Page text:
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Arts & Local Culture

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Total Number of Articles - 72
  • Hawaii-Style Graduation

    All across America, students are donning caps and gowns and walking into stadiums, gymnasiums and arenas to the strains of Pomp and Circumstance. It’s graduation season. Read More
  • Outdoor Showering: A Reason to Travel

    Showering in the outdoors is standard in Hawaii. Most state and county beach parks provide, at the least, a pipe with some semblance of shower fixture at head level. Others include a concrete pad with three or four showerheads radiating out of the top and the same number of foot showers about 12-inches off the ground. Read More
  • Kaui Hart Hemmings Hawaii's Cinderella

    The Descendants is a book that starts off as awkward as a newborn colt taking its first steps. But it gallops to the finish a good three lengths ahead of its nearest competitor and that’s what makes it stick in your mind. What author Kaui Hart Hemmings managed to do in her debut novel is present Hawaii in all its paradisiacal and real ways. She makes Hawaii accessible way to the rest of the world. You don’t just have to live in Hawaii, love Hawaii or have ever visited Hawaii to enjoy this book.

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  • Princess Kaiulani the Movie

    Not all of Hollywood’s movies make it to Hawaii. This Friday, however, a movie will open in a limited release—including the islands of Hawaii. Princess Kaiulani is a coming-of-age story of a young woman in Hawaii. The lead character in this movie was, indeed, a real woman and a real princess.

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  • Kauai Celebrates Prince Kuhio

    Tomorrow, the annual Prince Kuhio Celebration of the Arts commences.  The week-long event uses the example of Prince Kuhio to remind us of the importance of serving our communities and showcases many of the arts and cultural practices of our host community, including hula, canoe racing, salt making, music and, of course, food.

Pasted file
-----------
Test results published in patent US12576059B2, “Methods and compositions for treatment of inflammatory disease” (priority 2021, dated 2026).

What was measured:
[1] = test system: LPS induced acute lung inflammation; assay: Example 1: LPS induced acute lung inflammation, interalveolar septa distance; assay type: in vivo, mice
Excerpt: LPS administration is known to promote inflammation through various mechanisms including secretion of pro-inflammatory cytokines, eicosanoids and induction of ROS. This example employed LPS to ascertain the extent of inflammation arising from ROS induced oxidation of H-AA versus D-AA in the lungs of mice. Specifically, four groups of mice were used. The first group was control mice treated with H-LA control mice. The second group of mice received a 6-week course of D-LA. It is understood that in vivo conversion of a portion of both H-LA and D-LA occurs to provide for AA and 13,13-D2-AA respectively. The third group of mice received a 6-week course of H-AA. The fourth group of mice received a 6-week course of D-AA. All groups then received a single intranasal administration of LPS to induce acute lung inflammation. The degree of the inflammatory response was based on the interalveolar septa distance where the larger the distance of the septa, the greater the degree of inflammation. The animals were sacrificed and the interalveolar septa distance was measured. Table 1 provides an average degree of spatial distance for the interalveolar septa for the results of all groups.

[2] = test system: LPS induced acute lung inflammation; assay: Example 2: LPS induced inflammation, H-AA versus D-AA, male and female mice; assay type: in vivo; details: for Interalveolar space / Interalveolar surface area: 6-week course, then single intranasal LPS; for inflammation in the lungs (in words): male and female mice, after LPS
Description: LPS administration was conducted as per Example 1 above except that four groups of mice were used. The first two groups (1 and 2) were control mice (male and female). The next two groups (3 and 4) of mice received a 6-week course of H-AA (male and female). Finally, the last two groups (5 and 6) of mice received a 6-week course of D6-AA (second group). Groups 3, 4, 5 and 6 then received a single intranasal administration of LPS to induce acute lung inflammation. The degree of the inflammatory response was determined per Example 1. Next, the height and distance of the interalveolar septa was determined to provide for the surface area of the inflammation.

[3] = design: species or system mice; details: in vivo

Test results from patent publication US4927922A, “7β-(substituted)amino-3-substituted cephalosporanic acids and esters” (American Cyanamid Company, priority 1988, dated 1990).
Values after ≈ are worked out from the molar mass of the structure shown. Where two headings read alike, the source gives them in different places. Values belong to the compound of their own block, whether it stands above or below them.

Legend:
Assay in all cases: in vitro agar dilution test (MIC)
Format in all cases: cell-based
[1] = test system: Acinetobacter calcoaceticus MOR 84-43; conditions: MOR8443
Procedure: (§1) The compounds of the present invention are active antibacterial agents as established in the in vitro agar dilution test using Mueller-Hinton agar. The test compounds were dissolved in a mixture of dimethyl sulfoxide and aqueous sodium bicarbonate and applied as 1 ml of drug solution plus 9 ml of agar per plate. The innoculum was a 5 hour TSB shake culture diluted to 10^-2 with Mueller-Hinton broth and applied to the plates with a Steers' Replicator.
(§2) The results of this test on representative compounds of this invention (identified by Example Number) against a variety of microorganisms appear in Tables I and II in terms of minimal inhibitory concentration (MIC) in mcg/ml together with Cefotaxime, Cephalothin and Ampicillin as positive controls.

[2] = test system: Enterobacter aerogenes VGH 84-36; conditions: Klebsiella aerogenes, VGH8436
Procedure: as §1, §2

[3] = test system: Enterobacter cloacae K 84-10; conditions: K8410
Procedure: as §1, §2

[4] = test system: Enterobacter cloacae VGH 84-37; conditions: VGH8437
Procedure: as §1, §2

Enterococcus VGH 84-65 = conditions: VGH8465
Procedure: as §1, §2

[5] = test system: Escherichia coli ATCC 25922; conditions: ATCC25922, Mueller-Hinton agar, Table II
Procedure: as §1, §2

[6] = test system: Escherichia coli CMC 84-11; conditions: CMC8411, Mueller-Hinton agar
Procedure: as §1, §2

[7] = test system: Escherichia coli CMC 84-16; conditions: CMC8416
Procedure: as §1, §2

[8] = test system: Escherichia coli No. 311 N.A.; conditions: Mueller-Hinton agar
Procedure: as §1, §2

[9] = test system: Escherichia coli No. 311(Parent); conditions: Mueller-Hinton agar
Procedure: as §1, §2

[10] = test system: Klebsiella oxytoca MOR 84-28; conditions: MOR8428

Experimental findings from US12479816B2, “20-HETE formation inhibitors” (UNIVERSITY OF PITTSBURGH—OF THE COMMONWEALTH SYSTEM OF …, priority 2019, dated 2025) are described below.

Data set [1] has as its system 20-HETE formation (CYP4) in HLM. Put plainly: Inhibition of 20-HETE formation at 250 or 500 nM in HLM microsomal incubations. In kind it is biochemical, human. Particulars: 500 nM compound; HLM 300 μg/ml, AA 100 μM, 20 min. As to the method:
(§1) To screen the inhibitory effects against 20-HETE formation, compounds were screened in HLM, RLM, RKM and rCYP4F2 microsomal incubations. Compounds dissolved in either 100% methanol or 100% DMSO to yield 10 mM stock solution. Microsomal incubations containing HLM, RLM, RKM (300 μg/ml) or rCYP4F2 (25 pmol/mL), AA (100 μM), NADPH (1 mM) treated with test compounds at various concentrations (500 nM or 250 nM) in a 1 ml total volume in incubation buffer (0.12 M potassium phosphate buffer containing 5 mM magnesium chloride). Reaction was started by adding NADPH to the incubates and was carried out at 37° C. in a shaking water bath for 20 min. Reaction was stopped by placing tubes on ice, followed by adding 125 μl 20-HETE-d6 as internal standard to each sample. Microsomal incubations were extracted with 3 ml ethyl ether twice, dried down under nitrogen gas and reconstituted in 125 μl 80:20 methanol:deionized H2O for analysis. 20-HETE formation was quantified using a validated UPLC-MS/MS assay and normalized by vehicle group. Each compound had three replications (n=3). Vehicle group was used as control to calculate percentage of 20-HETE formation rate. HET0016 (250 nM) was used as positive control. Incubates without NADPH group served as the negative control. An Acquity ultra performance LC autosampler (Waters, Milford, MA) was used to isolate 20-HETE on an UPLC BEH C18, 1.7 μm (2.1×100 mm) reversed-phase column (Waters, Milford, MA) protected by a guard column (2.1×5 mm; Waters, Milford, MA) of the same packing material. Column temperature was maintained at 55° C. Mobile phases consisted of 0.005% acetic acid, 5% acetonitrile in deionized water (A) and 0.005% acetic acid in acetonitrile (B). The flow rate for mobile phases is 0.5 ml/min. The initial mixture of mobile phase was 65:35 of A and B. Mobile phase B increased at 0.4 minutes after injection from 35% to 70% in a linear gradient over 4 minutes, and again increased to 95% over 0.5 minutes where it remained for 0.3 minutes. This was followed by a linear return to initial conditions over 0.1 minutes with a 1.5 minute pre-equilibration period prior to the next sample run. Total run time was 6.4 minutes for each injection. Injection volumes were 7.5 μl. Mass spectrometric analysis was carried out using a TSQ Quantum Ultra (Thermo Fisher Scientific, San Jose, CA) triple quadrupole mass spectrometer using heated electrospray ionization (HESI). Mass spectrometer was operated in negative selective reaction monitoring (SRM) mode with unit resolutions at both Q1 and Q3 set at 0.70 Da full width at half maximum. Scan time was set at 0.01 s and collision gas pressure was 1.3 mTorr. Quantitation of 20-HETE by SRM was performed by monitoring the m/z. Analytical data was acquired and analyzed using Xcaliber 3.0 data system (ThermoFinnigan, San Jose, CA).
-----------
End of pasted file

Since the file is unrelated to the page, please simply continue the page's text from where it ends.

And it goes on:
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  • New Year's Resolution

    A couple weeks ago, a group of virtual writer friends started posting their goals for 2010. They could all be my own: Write more, publish more, stop procrastinating. But out of the dozens of New Year’s resolutions I read, one stood out. And ever since I read it, I have pondered it. Rolled it around in my mouth like my dog eats peanut M&Ms. Read More
  • Wild Pigs and White Sand Beaches in Hawaii

    When the first Polynesians roamed the vast Pacific in search of land, they loaded their canoes with all kinds of plants and animals to sustain themselves once they arrived at their destination—which turned out to be a place we call Hawai’i. One of the animals with which they arrived? Pigs. Pigs are culturally significant to Hawai’i, as you may know from attending a lu’au.  But did you know they roam wild in and around civilization? 

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  • Hawaii’s St. Damien

    Pope Benedict XVI canonized Jozef De Veuster yesterday, Rosary Sunday, October 11, 2009. In Hawai'i, we know him as Father Damien.  He arrived in Hawai’i on March 19, 1864 as Brother Damien. Two months later, the Cathedral of Our Lady of Peace ordained him a priest. In 1873, Father Damien asked to be assigned to a peninsula on the north shore of Moloka’i, known as Kalaupapa, where he could minister to the 816 Hawaiians who had been exiled there, because they suffered from Hansen’s Disease.


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  • Multi-Cultural Healing on Kauai

    For centuries Hawaiians traveled to a healing heiau (sacred site) in Lawai valley. Then, in the late 1800s, Asian immigrants arrived to work on sugar plantations and erected Taoist and Shinto temples. In 1904, a series of eighty-eight small Shingnon shrines--miniature temples with figures of wood and stone--were crafted and set along a path to replicate a traditional temple pilgrimage route of more than 1,000 miles in Shikoku, Japan, that was established more than 1,000 years ago. Read More
  • Possibility is Alive on Kauai

    Earlier in the day, as I chatted with the gas station attendant who pumped gas into my Jeep, we both commented on the day. Only a few clouds mingled above the mountaintops in the center of the island. The sky and the ocean gleamed a brighter blue than normal. It felt like a chocolate sundae kind of day. Read More
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